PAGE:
The big surprise of the night was when a few (probably loaded) guys in their mid-20’s decided to go stage diving at a Blue Rodeo show. The band were noticeably surprised themselves by the stage divers.  Not something you’re used to seeing at a country rock show where a percentage of the audience was over retirement age.


When Greg announced this song, both Bob and I asked, “What did he say? Is the song called ‘Piranha Poo’??”

After the big encores, the house lights went on.  We were all but ready to leave the COE, when Bob noticed Jim Cuddy and the rest of the band exiting through a side door.  “I think I just saw the guy from Blue Rodeo go through that door.  Let’s follow him!” he said.  There didn’t seem to be any reason not to, so we made our way out the door, down the hallway of that old hockey arena, and followed the band right into the dressing room!  I was a bit more nervous than my friends, but nobody tried to stop us or even talk to us.  My eyes went wide as I scanned the dressing room.  It was filled with food and drink, and fans!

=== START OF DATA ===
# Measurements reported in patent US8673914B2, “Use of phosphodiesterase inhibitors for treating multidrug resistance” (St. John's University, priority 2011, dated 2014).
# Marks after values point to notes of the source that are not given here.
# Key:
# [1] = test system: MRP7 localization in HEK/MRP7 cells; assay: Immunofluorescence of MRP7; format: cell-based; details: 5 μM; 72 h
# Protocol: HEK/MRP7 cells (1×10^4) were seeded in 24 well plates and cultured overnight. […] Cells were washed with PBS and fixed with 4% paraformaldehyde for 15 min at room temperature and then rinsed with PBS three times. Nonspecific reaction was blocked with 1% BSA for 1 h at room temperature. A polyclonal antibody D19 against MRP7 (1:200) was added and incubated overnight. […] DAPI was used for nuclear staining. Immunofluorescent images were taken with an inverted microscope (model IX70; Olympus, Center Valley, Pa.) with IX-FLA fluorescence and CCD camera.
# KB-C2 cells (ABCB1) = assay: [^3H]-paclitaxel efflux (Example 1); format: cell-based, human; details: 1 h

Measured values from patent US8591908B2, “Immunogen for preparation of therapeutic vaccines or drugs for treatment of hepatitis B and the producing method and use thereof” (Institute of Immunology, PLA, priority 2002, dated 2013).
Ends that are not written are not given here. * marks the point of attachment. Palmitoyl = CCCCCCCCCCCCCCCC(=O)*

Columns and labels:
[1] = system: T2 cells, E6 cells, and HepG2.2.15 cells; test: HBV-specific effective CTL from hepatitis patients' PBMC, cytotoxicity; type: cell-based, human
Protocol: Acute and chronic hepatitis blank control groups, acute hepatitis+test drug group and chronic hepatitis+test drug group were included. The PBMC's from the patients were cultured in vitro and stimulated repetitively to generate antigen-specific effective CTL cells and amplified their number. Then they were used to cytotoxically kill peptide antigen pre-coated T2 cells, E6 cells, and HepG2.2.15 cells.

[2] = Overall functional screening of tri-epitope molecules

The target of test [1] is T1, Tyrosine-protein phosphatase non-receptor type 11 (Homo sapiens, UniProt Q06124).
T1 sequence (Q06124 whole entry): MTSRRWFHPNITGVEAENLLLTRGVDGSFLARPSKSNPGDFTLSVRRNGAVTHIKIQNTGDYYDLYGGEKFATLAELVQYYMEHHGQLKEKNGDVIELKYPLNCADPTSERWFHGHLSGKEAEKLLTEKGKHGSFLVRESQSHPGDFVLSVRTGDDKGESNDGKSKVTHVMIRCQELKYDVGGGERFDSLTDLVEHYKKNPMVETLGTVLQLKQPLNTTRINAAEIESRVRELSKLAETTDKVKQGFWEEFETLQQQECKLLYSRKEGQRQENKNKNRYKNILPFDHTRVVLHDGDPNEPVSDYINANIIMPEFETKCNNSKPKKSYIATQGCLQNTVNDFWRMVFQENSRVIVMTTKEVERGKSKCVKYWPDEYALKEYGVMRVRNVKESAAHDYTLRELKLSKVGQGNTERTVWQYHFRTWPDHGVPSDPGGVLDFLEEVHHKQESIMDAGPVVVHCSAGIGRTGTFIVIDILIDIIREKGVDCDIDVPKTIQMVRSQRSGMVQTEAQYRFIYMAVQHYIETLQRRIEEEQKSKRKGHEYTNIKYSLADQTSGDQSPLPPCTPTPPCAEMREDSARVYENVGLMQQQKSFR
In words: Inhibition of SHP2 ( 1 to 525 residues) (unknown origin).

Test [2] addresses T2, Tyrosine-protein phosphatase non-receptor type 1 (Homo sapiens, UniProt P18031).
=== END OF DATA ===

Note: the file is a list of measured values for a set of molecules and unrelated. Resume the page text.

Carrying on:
We each made the rounds to ask the band to sign stuff for us.  The two we didn’t approach were Bob Wiseman and Mark French who appeared too busy so we didn’t bother them.  Bazil Donovan quietly smiled and signed our things.  Since I didn’t have much in hand, he signed a photo of my guitar that I kept in my wallet!  Greg Keelor signed my ticket stub.  While doing so, I expressed amazement at the stage diving!  “Yeah, it was fun!” said Greg, who probably hadn’t witnessed it too often in his career!  Jim Cuddy signed the other side of my ticket stub.  Bob had already chucked his ticket and had nothing to get signed, so he handed Jim Cuddy a $5 bill.  “Can you sign it, ‘To Bob, the best $5 I ever had?’ said Bob.  Jim chuckled and signed it as requested.  Unfortunately, Bob being the cheapskate that he is, spent the $5 bill later!  Somewhere out there in circulation was a $5 bill that said, “The best $5 I ever had, Jim Cuddy.”*